Type News: Nuclear Device

Hello, and welcome to this week’s massive collection of news and new type.

Lucky new type

Rian Hughes tries to “manage one major release of new fonts per year”, but admits to a “slip” in 2012. The latest batch of faces for his Device Collection more than makes up for the unintended hiatus — with plenty of the distinctive, neo-retro display type we’ve come to expect from Hughes. Shall we take a peruse through the ten new families? Why not.

Armstrong is a strong, geometric script channelling some serious streamline vibe. The two weights are furnished with smart beginning and ending characters, swash capitals, and a handful of ligatures.

Taking a more freeform approach, Cadogan is also a connected script with avintage flair. Aggressively italic with accentuated caps, this high-style display face also features beginning and ending glyph variants, plus a tricky “extendable t-bar” that has been designed not to collide with subsequent ascenders.

Join the Clique — with an arguably elegant, subtly flared sans in three weights.

Chiselled terminals, Deco-inspired geometry, and a condensed stance provide Galleria with some graphic oomph.

Get your Glimmer on with two styles of slick, backslanted disco action.

Based on a variation of the Batman logo, the aptly named Kane comes boldly equipped in a pair of comic book styles.

Following in the trenches of 2011’s siginificant Korolev family, Korolev Military Stencil is a sectionalized display variation of the condensed grotesque sans.

Distilled from basic geometric shapes, State is a graphic display face with “futurist” leanings. Both solid and “rough” versions contain different cuts for each uppercase and lowercase character.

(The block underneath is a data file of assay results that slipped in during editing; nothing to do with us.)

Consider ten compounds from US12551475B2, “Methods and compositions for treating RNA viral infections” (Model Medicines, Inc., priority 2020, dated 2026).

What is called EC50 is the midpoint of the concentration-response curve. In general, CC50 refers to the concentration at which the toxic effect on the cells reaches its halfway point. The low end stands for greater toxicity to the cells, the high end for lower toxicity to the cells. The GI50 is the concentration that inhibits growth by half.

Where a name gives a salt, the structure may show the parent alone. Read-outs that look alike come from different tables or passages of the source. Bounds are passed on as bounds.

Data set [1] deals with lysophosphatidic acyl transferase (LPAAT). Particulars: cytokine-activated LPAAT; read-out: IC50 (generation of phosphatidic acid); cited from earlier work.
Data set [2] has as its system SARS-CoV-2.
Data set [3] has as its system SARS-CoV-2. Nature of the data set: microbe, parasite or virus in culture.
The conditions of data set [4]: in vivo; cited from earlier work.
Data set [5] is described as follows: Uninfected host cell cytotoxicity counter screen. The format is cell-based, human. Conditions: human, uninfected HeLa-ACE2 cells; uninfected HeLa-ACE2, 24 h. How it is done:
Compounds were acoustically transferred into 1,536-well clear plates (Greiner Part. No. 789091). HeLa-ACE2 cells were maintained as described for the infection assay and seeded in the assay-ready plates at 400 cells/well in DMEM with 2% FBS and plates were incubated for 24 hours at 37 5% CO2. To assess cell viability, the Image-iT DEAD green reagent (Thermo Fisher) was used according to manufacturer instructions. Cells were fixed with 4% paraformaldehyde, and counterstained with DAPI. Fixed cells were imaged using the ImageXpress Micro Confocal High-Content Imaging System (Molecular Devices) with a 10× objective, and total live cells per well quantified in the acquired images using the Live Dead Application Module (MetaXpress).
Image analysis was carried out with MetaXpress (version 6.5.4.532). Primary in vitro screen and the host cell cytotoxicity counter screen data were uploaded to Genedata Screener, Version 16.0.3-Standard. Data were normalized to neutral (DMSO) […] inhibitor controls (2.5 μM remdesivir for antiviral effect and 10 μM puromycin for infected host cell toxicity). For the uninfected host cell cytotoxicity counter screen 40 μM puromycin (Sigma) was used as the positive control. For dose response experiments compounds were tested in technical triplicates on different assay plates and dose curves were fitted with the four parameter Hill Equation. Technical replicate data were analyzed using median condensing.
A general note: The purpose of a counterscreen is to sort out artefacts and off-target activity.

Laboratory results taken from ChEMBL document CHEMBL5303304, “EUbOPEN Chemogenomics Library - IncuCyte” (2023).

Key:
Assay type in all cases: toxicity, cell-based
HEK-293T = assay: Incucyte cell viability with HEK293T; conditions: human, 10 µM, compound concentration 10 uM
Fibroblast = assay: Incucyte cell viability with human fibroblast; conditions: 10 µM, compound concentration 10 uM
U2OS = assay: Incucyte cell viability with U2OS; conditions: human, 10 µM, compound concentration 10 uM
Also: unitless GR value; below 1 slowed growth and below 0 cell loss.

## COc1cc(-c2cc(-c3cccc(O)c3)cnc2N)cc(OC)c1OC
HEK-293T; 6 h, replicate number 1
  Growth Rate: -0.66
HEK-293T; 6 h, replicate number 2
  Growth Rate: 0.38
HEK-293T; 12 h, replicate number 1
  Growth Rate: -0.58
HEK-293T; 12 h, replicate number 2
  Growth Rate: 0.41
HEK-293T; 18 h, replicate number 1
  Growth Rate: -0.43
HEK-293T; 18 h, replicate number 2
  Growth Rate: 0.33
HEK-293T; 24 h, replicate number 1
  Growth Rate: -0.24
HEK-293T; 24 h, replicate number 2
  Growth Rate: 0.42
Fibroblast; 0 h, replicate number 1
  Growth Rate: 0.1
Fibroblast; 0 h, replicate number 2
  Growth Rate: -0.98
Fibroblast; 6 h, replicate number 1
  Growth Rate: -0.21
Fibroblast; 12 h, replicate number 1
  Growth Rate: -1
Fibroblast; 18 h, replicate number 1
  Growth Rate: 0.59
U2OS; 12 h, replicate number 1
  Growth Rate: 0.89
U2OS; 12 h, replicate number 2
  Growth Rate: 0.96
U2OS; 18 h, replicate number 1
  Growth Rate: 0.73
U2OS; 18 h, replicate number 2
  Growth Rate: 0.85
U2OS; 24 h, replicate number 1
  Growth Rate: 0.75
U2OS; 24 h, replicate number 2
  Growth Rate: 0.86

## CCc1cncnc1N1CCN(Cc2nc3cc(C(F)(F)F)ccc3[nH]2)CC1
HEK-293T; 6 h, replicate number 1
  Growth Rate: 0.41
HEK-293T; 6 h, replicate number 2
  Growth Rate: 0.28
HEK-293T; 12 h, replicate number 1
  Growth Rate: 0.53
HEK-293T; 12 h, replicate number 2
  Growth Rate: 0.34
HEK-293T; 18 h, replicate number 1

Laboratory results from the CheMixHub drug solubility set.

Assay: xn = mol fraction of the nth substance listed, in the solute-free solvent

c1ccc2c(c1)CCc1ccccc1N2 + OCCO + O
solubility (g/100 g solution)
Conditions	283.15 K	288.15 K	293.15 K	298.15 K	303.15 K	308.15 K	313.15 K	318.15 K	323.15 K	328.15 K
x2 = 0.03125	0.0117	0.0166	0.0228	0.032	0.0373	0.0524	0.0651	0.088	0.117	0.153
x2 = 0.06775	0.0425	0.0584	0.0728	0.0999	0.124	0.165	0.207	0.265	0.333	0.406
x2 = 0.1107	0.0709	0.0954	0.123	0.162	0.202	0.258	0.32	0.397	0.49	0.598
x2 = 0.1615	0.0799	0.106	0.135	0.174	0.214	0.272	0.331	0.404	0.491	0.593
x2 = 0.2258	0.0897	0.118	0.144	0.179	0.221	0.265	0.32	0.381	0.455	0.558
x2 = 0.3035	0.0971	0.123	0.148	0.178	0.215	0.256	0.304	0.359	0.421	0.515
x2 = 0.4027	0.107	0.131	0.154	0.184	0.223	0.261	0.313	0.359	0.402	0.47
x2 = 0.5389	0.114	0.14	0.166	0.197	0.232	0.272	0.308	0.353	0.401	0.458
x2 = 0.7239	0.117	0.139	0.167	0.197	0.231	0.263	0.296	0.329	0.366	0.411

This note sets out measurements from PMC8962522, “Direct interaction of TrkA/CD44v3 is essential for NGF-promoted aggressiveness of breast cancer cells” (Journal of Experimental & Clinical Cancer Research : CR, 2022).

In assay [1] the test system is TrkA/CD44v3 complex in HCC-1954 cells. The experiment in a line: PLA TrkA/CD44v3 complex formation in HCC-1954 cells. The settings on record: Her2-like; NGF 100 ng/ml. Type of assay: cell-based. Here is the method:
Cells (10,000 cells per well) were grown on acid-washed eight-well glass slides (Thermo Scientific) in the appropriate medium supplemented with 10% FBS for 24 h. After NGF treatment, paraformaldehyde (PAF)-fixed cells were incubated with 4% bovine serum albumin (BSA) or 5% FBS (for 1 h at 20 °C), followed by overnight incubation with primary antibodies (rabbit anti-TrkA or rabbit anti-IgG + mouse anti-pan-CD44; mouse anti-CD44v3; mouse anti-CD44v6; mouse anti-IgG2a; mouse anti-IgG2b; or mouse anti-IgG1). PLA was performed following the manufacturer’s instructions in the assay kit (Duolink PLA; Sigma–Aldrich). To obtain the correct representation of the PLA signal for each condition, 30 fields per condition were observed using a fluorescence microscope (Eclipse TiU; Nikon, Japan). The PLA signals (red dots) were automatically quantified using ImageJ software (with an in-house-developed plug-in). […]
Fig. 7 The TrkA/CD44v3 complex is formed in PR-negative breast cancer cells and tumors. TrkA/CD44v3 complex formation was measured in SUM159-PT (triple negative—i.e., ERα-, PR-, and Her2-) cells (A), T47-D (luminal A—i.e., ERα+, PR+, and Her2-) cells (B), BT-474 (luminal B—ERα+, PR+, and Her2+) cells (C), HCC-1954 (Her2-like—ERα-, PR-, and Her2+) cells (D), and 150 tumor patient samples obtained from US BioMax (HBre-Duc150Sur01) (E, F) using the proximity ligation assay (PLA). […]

The deliciously mod, Avengers-inspired Steed covers two widths, with natty italics.

Last, but not least, the energetic Whiphand shows off some of Rian’s trusty (and rustic) handstyle.

After navigating that truckload of display type, why not rest your eyes on the softened edges of Hoftype’s Foro Rounded. Sixteen styles of relaxing sans echo the humanist structure of the slab serif’d Foro, but with added headline appeal.

Laura Worthington’s retro-flavoured “baseball” script may be named “Number Five”, but that’s not just what it wears on its jersey (it’s actually Laura’s favourite “lucky” number). Bold and blazing like the boys of summer, the smooth and slightly rough versions of this sign-painterly script include a concession stand’s worth of alternates, ornaments, and other extras.

Designed for the Bauer foundry by Henrich Jost during the first half of the 20th century, Beton Open has been revitalized by David Tucker from a print of the original foundry type. Nothing extrapolated or assumed — this is a display face straight from the source. David has also made the font available as a series of high resolution scans.

Wrapping up this huge slice of typographic pie is something fresh from Type-Ø-Tones fridge. Laura Meseguer’s Magasin is a quirky, upright script that combines copperplate calligraphy, draughtsman’s precision, and moderne elegance. High-contrast with an experimental edge, Magasin’s charming fluidity is enhanced by the inclusion of several swash and stylistic alternates.

Nota bene

Whew! I hope you’re rested up, because the next fun slog begins now:

Calendaria

Now that you’ve burned through your free time, be sure to check out these upcoming events:

Sigh

How better to end such a huge week than with a simple “See you next time”?

Thanks to a well-rested Grant Hutchinson for the insane number of new typefaces!

Comments are closed on this entry.

Subscribe for Updates

Blog RSS feed

Recent Entries

Categories

Archived Entries

2014
Jan
2013
Jan
Feb
Mar
Apr
May
Jun
Jul
Aug
Sep
Oct
Nov
2012
Jan
Feb
Mar
Apr
May
Jun
Jul
Aug
Sep
Oct
Nov
Dec
2011
Jan
Feb
Mar
Apr
May
Jun
Jul
Aug
Sep
Oct
Nov
Dec
2010
Jan
Feb
Apr
Jul
Aug
Sep
Oct
Nov
Dec
2009
May
Sep
Oct
Nov
Dec